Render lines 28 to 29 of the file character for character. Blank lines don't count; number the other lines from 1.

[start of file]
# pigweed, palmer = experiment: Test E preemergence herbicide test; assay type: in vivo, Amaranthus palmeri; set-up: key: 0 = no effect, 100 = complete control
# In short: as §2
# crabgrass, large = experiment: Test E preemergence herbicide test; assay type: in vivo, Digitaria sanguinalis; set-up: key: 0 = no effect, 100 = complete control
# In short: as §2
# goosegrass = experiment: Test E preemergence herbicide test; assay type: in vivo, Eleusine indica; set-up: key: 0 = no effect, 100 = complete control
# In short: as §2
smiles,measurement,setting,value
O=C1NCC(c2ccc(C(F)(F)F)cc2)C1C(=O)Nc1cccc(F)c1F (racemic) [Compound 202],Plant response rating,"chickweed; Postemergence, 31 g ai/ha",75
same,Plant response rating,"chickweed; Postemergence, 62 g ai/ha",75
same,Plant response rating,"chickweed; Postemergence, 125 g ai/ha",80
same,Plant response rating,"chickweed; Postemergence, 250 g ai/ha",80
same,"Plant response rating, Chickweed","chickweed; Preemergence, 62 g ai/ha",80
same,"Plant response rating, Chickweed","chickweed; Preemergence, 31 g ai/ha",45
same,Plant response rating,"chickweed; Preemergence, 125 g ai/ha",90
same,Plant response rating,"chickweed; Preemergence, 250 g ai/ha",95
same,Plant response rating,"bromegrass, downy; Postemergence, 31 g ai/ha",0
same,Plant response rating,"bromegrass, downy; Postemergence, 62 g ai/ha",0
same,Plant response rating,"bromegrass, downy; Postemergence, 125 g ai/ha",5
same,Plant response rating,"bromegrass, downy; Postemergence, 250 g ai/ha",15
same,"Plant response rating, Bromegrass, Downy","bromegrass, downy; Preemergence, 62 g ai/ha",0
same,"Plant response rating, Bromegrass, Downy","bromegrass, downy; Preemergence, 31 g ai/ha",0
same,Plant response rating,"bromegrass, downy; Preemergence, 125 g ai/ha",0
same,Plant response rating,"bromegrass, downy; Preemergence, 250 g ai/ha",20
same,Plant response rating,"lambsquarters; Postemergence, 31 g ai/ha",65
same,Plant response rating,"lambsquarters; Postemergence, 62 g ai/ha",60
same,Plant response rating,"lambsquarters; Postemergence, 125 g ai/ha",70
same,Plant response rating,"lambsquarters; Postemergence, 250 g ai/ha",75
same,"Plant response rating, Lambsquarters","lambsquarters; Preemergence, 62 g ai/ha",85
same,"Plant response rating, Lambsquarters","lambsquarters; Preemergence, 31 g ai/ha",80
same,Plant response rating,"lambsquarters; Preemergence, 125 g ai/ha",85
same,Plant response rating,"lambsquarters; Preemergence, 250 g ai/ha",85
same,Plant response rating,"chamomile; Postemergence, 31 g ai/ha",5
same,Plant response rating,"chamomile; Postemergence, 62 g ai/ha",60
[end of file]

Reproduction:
same,"Plant response rating, Lambsquarters","lambsquarters; Preemergence, 62 g ai/ha",85
same,"Plant response rating, Lambsquarters","lambsquarters; Preemergence, 31 g ai/ha",80